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Ecig on TV

There's less and less stigma against ecig on TV and other mainstream media. However, some crucial information is still missing. Partly because it can't be obtained yet, and partly because media hasn't given much serious thought to reporting what has really been really going on.

Ok, then let's give them some easily digestible information.

In my previous articles I've come down like a ton of bricks on all sneaky manipulations from the media that electronic cigarettes are still facing. At some places I am not going to mention anymore, it's still impossible to even write about all the benefits that electronic cigarettes bring to smokers. However, that seems to be of less importance as time goes by.

And it's only a matter of time when we are going to hear more impartial reports on e-cigarettes.

Kudos to Katherine Heigl who, two years ago, took her e-cig to David Letterman's show and actually let Letterman himself have a few vapes. This was a nice ecig on TV show, but that was all it could be. What I'd really like to see more are the reports on electronic cigarettes by persons who can be trusted on health matters.

Last year, Dr.Sanjay Gupta, CNN Chief Medical Correspondent and a University of Michigan alumnus, delivered a balanced report.

Note that he is very careful not to make any unambiguous statements and health claims. It is true that no research on the long-term effects of e-cig on its users has been done yet. However, there can't be any of that, since the first serial manufacture and sales of electronic cigarettes began in China in 2004. And they were introduced to the European and US market not before 2006.

E-cigarette, Inhaler And Cigarette - A Study

On the other hand, there is some valuable research on several different aspects of e-cigarette use. But you can know about it only if you are actively looking for it.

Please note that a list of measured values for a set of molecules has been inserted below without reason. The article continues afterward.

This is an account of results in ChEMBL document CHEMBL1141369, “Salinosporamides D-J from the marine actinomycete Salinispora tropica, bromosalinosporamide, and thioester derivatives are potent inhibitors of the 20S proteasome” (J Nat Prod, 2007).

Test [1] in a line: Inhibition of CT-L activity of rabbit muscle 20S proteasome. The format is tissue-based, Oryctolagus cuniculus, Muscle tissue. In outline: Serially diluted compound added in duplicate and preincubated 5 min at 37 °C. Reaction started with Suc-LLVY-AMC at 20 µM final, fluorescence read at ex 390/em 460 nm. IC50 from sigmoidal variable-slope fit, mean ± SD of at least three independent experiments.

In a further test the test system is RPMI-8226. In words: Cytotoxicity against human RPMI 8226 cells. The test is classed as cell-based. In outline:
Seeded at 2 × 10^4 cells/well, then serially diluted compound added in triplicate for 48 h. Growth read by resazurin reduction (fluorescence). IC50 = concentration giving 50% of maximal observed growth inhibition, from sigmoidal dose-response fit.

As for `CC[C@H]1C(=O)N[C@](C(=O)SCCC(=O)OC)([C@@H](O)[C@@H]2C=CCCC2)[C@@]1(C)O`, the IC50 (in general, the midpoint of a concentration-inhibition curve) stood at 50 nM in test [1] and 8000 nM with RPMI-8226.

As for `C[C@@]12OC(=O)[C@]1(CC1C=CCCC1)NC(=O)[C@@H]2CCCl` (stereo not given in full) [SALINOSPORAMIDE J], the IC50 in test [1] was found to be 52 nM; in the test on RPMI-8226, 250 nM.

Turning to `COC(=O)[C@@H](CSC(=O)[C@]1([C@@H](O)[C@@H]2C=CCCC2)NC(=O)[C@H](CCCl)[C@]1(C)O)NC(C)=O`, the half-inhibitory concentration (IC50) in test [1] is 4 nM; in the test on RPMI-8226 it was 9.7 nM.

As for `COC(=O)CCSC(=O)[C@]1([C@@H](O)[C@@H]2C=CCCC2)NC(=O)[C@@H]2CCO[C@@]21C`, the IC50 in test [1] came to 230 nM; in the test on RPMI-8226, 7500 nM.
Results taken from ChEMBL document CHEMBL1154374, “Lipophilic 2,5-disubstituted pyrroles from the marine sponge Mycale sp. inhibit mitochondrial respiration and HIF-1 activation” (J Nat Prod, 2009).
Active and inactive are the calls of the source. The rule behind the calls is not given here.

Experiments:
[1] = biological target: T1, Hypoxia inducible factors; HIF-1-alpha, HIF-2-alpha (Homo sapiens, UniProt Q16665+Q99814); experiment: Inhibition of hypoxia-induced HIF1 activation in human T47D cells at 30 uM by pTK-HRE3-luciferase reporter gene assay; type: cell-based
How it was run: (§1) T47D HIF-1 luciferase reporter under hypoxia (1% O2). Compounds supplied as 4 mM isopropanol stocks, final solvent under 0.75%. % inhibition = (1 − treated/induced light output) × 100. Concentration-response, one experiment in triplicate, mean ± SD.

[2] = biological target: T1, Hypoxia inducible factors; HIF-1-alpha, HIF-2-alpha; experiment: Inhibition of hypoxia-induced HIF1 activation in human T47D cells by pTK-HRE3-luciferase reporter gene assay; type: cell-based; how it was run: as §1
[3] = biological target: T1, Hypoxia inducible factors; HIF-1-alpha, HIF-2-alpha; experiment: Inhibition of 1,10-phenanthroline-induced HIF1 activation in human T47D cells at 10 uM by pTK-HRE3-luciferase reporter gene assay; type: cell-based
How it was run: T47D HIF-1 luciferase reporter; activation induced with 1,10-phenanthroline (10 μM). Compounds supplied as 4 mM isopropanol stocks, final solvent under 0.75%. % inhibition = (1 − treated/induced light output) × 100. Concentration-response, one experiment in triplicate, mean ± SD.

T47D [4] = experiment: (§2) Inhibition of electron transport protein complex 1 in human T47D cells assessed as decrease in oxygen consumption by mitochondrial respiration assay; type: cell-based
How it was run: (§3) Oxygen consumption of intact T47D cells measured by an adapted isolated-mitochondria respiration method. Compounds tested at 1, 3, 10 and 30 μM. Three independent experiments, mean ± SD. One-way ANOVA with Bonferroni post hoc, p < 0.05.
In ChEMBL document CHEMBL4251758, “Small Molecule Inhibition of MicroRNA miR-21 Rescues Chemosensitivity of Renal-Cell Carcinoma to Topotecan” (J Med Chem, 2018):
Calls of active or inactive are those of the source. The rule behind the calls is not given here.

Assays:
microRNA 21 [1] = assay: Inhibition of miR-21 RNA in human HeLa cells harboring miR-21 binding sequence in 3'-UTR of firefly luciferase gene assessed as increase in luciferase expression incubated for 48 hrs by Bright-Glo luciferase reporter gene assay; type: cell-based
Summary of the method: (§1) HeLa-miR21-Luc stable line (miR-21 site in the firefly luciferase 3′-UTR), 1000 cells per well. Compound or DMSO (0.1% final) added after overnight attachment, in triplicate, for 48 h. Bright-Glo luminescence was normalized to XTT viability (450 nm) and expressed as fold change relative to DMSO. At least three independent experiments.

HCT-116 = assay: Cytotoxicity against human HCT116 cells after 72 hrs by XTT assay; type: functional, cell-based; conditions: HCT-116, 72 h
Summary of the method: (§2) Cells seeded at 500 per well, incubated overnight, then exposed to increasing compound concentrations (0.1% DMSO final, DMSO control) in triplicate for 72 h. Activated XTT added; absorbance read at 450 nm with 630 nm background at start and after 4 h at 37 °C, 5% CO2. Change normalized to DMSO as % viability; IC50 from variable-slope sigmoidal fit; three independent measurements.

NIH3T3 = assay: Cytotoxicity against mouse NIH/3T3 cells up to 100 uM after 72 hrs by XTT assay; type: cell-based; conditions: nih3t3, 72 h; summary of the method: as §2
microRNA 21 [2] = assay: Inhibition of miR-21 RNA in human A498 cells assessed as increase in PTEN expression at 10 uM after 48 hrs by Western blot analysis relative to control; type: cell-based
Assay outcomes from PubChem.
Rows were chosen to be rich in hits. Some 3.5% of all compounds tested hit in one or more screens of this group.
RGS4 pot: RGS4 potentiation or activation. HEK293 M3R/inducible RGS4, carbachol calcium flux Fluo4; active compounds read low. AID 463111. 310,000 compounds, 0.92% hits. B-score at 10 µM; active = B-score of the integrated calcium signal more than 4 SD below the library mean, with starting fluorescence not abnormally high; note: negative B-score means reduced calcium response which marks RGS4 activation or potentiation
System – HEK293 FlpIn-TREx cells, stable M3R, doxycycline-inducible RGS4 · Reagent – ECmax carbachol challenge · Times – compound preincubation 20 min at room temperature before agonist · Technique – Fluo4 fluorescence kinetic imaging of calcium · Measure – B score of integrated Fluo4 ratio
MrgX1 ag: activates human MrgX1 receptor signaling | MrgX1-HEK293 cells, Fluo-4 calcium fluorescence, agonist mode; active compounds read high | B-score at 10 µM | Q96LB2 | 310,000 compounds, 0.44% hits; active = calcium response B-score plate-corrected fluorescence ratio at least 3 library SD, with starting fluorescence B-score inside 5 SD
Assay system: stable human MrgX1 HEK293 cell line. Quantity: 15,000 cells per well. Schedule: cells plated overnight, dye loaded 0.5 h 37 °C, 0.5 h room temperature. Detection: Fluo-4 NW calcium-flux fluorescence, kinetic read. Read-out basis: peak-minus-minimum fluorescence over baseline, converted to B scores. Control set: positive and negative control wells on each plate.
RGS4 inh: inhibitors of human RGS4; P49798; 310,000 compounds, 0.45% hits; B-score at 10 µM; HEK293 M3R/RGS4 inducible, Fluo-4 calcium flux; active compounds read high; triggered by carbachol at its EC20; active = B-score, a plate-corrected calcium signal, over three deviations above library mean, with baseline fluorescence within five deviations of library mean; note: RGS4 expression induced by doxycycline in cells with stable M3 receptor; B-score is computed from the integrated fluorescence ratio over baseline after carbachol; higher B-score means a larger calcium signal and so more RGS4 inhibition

How effective electronic cigarettes are compared with a nicotine inhaler and how much less nicotine is absorbed compared with a tobacco cigarette is clearly shown in this study published in Harm Reduction Journal

http://www.harmreductionjournal.com/content/8/1/19

Let me just quote the conclusion:

*peak blood nicotine levels are achieved within 5-10 minutes, which is normally the time it takes to consume a cigarette. These levels decline quickly

Is There Passive Vaping?

Here is another one on smoking vs vaping - Characterization of chemicals released to the environment by electronic cigarettes use - Is passive vaping a reality? - carried out in September this year (2012), by ABICH S.r.l., biological and chemical toxicology research laboratory, Verbania, Italy and Onassis Cardiac Surgery Center, Athens, Greece.

They used a room of 60m3 (which means less than 25m2) and got 5 smokers to smoke 19 cigs. After the room had been aired for more than two days, they got another group of 5 people vape 1.6 e-liquid of 11mg in there.

The researchers measured total organic carbon, toluene, xylene, carbon monoxide, nitrogen oxides, nicotine, acrolein, poly-aromatic hydrocarbons, glycerin and propylene glycol levels in the air of the room.

Their conclusion:

Ok, let me bold it - "this preliminary assessment indicates that passive vaping impact, when compared to the traditional cigarette smoking, is so low that it is just detectable, and it does not have the toxic and carcinogenic characteristics of cigarette smoking".

For your to check: CSA Study

CSA Study Poster

These are not the only studies conducted, just two of them I found among the files saved on my computer. And I don't think that I've got all of them out there.

Maybe now is the time to start some real talk about ecig on TV.

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